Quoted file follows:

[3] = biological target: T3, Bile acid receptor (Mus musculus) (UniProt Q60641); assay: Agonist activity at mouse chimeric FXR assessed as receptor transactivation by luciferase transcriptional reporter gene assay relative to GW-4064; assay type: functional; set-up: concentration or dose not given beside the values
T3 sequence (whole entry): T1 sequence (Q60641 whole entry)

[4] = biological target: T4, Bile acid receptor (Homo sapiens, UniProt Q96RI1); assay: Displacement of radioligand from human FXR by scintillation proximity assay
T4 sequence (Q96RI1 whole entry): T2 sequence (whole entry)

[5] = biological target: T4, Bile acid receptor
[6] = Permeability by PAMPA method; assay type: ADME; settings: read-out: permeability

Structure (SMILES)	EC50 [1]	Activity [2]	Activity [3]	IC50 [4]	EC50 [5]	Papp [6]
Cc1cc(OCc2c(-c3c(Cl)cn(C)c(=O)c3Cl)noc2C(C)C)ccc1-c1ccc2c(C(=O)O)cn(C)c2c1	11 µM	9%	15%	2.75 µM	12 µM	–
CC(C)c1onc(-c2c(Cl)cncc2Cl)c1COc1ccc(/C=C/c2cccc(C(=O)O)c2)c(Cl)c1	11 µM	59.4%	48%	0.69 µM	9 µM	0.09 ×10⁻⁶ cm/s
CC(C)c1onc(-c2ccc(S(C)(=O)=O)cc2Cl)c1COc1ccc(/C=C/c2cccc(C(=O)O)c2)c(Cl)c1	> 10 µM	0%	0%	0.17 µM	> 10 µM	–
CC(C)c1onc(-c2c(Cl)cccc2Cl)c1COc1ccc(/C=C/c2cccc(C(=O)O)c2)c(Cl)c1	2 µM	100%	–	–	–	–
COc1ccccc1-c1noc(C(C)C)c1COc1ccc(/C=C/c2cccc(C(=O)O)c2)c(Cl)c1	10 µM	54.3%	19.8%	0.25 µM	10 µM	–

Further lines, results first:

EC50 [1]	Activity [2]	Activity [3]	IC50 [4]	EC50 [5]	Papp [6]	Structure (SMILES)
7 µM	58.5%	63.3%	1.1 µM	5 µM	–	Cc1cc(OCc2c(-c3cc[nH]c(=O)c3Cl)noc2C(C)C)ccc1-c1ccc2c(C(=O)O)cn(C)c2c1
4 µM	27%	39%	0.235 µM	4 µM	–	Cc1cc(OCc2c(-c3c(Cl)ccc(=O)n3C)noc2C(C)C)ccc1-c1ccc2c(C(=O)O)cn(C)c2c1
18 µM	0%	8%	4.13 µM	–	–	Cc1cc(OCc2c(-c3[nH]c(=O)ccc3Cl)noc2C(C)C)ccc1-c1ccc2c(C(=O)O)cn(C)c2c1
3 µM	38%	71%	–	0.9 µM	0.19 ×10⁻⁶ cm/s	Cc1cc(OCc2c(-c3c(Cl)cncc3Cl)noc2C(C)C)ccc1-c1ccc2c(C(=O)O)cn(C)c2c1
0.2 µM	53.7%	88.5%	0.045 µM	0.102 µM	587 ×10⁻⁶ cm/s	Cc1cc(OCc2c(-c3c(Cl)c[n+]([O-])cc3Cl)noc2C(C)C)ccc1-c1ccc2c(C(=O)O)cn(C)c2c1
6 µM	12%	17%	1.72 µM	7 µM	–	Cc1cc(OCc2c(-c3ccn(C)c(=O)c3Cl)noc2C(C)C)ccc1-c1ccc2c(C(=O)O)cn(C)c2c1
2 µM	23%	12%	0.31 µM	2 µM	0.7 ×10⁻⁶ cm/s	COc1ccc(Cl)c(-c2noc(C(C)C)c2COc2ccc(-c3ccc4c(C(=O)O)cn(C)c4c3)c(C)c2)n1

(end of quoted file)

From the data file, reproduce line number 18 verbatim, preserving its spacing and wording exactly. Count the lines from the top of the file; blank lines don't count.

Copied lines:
3 µM	38%	71%	–	0.9 µM	0.19 ×10⁻⁶ cm/s	Cc1cc(OCc2c(-c3c(Cl)cncc3Cl)noc2C(C)C)ccc1-c1ccc2c(C(=O)O)cn(C)c2c1